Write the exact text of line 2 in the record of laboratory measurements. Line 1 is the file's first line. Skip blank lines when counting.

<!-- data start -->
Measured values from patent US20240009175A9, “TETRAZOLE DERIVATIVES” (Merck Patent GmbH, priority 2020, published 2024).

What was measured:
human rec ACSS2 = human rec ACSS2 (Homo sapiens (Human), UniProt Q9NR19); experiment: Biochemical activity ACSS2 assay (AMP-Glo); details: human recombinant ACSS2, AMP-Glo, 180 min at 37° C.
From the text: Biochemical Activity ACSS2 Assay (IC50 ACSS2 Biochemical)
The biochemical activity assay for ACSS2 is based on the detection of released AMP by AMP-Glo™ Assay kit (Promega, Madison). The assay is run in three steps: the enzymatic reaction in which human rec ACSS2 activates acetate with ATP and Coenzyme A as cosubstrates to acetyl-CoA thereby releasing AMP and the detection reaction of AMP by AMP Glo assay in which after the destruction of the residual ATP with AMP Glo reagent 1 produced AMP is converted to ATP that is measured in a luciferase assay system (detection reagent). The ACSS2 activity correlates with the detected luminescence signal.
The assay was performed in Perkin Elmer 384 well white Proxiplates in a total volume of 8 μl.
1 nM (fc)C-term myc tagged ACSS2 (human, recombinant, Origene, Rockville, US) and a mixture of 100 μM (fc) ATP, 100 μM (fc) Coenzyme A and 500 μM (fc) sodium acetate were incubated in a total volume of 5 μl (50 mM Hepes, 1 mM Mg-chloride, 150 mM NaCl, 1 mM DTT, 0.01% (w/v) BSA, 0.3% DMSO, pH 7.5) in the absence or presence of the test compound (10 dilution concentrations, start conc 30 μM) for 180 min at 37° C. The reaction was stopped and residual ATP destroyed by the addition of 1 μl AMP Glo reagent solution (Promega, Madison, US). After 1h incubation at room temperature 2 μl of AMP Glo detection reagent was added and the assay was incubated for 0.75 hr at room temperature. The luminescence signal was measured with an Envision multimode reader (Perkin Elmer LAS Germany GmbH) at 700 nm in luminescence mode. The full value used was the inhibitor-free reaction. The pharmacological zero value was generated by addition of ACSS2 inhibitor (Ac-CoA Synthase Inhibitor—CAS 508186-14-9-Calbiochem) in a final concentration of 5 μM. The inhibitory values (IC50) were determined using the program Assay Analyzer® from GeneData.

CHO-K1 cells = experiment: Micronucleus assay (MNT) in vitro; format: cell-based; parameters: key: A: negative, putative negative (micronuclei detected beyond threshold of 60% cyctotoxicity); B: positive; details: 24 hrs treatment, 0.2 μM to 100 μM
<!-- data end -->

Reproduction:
What was measured: